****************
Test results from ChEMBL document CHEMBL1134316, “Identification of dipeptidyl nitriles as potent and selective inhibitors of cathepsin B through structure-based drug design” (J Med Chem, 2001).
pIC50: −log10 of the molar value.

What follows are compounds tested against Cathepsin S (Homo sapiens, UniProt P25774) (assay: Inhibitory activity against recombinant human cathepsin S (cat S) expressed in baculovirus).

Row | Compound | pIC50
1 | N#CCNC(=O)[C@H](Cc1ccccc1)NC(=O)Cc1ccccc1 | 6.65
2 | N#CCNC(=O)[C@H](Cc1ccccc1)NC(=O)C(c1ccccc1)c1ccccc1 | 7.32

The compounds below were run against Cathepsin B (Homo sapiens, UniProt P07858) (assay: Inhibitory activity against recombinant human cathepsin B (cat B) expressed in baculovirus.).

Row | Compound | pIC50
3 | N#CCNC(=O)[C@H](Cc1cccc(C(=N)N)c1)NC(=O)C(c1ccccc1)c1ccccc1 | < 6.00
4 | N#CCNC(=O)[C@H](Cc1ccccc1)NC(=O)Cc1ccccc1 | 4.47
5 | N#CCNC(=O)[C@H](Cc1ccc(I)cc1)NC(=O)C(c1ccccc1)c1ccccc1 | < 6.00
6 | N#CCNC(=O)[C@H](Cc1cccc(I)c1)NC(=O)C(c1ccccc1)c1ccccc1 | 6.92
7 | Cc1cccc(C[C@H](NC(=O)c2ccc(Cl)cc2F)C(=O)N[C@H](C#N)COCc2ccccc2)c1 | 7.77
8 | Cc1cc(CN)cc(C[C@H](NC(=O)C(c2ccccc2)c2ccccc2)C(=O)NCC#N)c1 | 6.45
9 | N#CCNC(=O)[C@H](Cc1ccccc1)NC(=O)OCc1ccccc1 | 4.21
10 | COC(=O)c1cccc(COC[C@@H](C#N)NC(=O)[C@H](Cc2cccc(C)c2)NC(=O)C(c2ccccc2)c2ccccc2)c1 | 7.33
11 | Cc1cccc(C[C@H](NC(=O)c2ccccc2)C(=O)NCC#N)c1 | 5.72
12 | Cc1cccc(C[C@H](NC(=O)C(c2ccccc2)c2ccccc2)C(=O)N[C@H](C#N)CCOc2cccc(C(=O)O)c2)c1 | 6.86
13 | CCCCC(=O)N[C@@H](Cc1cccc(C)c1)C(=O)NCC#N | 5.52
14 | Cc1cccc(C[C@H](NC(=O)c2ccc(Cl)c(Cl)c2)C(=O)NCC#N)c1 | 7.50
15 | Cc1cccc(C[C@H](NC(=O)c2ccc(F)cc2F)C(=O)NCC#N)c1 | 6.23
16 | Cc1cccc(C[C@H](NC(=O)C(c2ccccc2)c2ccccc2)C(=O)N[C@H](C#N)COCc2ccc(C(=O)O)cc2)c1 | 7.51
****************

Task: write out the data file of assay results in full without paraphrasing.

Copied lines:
Test results from ChEMBL document CHEMBL1134316, “Identification of dipeptidyl nitriles as potent and selective inhibitors of cathepsin B through structure-based drug design” (J Med Chem, 2001).
pIC50: −log10 of the molar value.

What follows are compounds tested against Cathepsin S (Homo sapiens, UniProt P25774) (assay: Inhibitory activity against recombinant human cathepsin S (cat S) expressed in baculovirus).

Row | Compound | pIC50
1 | N#CCNC(=O)[C@H](Cc1ccccc1)NC(=O)Cc1ccccc1 | 6.65
2 | N#CCNC(=O)[C@H](Cc1ccccc1)NC(=O)C(c1ccccc1)c1ccccc1 | 7.32

The compounds below were run against Cathepsin B (Homo sapiens, UniProt P07858) (assay: Inhibitory activity against recombinant human cathepsin B (cat B) expressed in baculovirus.).

Row | Compound | pIC50
3 | N#CCNC(=O)[C@H](Cc1cccc(C(=N)N)c1)NC(=O)C(c1ccccc1)c1ccccc1 | < 6.00
4 | N#CCNC(=O)[C@H](Cc1ccccc1)NC(=O)Cc1ccccc1 | 4.47
5 | N#CCNC(=O)[C@H](Cc1ccc(I)cc1)NC(=O)C(c1ccccc1)c1ccccc1 | < 6.00
6 | N#CCNC(=O)[C@H](Cc1cccc(I)c1)NC(=O)C(c1ccccc1)c1ccccc1 | 6.92
7 | Cc1cccc(C[C@H](NC(=O)c2ccc(Cl)cc2F)C(=O)N[C@H](C#N)COCc2ccccc2)c1 | 7.77
8 | Cc1cc(CN)cc(C[C@H](NC(=O)C(c2ccccc2)c2ccccc2)C(=O)NCC#N)c1 | 6.45
9 | N#CCNC(=O)[C@H](Cc1ccccc1)NC(=O)OCc1ccccc1 | 4.21
10 | COC(=O)c1cccc(COC[C@@H](C#N)NC(=O)[C@H](Cc2cccc(C)c2)NC(=O)C(c2ccccc2)c2ccccc2)c1 | 7.33
11 | Cc1cccc(C[C@H](NC(=O)c2ccccc2)C(=O)NCC#N)c1 | 5.72
12 | Cc1cccc(C[C@H](NC(=O)C(c2ccccc2)c2ccccc2)C(=O)N[C@H](C#N)CCOc2cccc(C(=O)O)c2)c1 | 6.86
13 | CCCCC(=O)N[C@@H](Cc1cccc(C)c1)C(=O)NCC#N | 5.52
14 | Cc1cccc(C[C@H](NC(=O)c2ccc(Cl)c(Cl)c2)C(=O)NCC#N)c1 | 7.50
15 | Cc1cccc(C[C@H](NC(=O)c2ccc(F)cc2F)C(=O)NCC#N)c1 | 6.23
16 | Cc1cccc(C[C@H](NC(=O)C(c2ccccc2)c2ccccc2)C(=O)N[C@H](C#N)COCc2ccc(C(=O)O)cc2)c1 | 7.51